Review Summary: Vincero
The journey of the pop artist is often a tragic one. This tragic journey is why very few stay in the public eye for more than a seemingly fleeting moment. And the rise and fall of these artists is a tale as old as time at this point. To quote a favorite cape flick of mine “In spite of everything you have done for them, eventually they will hate you.”
Enter Brendon Urie. A name at this point that causes derision in any room that is willing to discuss the topic. I wrote about prior effort Pray for the Wicked
back in 2018. And at that time, I mentioned that the entire album was a swing for the fences for that illustrious top 40 hit. Unbelievably he obtained not only one, but two of the suckers. He did it, he successfully revived the entire project for the mainstream audience and Panic! was back on top. However, it came at a cost. Saving the stories and debates about alleged activities he may or not have committed, the Panic! empire crashed down.
Rock bottom, what do you do?
Viva Las Vengeance
is a clear passion project for the front man. Described as "a look back at who I was 17 years ago and who I am now with the fondness I didn't have before.” and a "cinematic musical journey about the fine line between taking advantage of your youth, seizing the day, and burning out".
So how did that go?
In my opinion Viva Las Vengeance
is the most energetic, focused and interesting project the outfit has released since their inception. VLV wastes no time bringing the energy. Title track and opener “Viva Las Vengeance” is a true smash pop rock tune. The song sets the stage for the dynamic textures found on the project due to the tape machine recording, and the live style vocals that are present as a result. Urie brings the heat to this track as well providing his warmest vocals in 10+ years. This energy floods several other cuts on the record such as the raucous honky-tonk stylings of “Sugar Soaker” and fandom anthem “Say It Louder” to bring forth several of the outfit's most exciting cuts.
A common complaint I have seen levied toward this record since its release is that the voice of Urie sounds “strained”. I have to be honest when I say I do not hear any straining, in fact this may be the most elusive the front man has ever sounded. One particular instance is on standout track “Sad Clown”. On this theatrical bop, Urie really brings the energy and travels all throughout the vocal scale to deliver one of the most exhilarating performances in his career. Similarly on “Don’t Let the Light Go Out”, the vocals elevate a rather basic sounding pop rock track to an emotional triumph about love and loss similar to some of the best the pop genre has to offer.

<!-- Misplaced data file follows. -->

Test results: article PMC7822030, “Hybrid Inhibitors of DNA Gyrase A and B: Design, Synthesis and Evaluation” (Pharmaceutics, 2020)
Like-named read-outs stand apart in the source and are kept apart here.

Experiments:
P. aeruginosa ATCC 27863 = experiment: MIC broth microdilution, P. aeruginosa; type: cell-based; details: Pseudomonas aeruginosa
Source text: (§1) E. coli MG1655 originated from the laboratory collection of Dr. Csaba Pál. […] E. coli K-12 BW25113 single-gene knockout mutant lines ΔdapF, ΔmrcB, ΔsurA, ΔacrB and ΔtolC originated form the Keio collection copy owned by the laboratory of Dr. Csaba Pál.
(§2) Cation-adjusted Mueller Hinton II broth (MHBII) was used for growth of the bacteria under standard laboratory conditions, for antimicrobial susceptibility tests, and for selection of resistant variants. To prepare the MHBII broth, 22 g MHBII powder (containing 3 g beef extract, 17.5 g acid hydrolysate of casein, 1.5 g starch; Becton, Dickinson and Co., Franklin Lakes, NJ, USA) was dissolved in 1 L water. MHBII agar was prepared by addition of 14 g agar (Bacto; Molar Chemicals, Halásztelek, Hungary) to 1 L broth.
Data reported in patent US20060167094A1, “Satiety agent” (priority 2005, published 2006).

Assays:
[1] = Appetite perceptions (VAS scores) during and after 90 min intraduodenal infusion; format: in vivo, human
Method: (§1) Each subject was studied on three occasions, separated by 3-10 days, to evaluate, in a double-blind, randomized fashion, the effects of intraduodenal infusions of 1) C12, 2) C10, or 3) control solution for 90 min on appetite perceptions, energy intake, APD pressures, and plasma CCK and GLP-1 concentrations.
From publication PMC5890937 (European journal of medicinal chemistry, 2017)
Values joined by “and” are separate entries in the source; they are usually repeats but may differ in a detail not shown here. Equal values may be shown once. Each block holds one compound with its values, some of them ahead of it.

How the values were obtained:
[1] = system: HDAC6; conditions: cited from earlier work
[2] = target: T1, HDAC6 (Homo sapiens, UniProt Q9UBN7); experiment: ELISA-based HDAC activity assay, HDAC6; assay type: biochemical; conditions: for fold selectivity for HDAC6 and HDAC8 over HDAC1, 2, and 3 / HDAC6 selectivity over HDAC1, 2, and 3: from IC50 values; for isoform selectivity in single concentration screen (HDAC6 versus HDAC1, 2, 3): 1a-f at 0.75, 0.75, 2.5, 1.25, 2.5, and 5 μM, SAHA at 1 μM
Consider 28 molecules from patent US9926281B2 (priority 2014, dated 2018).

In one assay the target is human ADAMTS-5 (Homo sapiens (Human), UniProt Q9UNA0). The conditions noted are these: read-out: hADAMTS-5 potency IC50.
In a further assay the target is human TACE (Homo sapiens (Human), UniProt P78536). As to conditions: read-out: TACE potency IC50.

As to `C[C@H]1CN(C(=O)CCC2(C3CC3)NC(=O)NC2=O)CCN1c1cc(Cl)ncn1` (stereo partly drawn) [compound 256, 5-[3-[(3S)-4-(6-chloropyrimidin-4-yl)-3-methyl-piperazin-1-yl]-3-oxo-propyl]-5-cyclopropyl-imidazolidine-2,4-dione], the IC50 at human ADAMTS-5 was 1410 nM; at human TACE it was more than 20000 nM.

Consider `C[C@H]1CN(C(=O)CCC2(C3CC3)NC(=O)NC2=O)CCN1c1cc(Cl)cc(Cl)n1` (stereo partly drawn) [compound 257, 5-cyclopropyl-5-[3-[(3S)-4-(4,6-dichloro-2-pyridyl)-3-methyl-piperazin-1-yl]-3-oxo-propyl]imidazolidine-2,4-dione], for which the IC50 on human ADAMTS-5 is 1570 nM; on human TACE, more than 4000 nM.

The album is very much a pastiche of some of Urie’s biggest influences, which are retro stylings from mostly the 1970’s. This combined with the tape-recorded nature of the project, results in a particular warmth of the textures found to the backing music. My favorite example of this is the second track “Middle of a Breakup” which sounds like a very pleasant piece of bubblegum pop circa the early 1970’s. While the lyrics tell a not very relatable story for all, I admire the craftsmanship of the sound here to create one of the biggest earworms on the project. Other tracks in this vein such as “Local God” and “God Killed Rock and Roll” are a homage in their sound to Springsteen, and Queen in the best ways.
While those influences make up the backbone and most of the biggest strengths of the project, it also results in a few misses. “Star Spangled Banger” sounds like if Thin Lizzy met Andrew Lloyd Webber, and the combo does not work so well. Even bigger miss “All By Yourself” uses an interpolation of Celine Dion’s “All By Myself” to little impact or noteworthiness.
However much like how the album starts with a bang, it closes with a fissure. “Do It To Death” is Panic! At the Disco’s defining and (as of today 1/24/2023) penultimate moment. The album perfectly encapsulates the effect that total burnout can have on a person. Through an exhilarating backing track the song climbs and climbs to an earned key change that brings about this panicked, depressive mania . With a reintroduction of the title track’s chorus at the end for good measure, the project successfully captures the essence of the story it strives to tell. This track in particular has been a godsend for this writer, as I navigate the feeling of growing older and exiting my 20’s and feeling increasingly irrelevant in life and in the world we live in. The track gives me the “f*** it, do it because you don’t have a choice” kick in the ass that we all need sometimes.
I have followed this project extensively for 14 years, since my early high school days. Because of this I can confidently say that Urie set out exactly what he wanted to do on this album to fantastic effect. A culmination of his influences, while navigating his uncertain world and status makes this clear step up from the last project, and a career highlight for the outfit known for constant change and uncertainty. With even more uncertainty coming in his own life and even this writer, we just need to remember no matter what..
“I SHALL WIN!”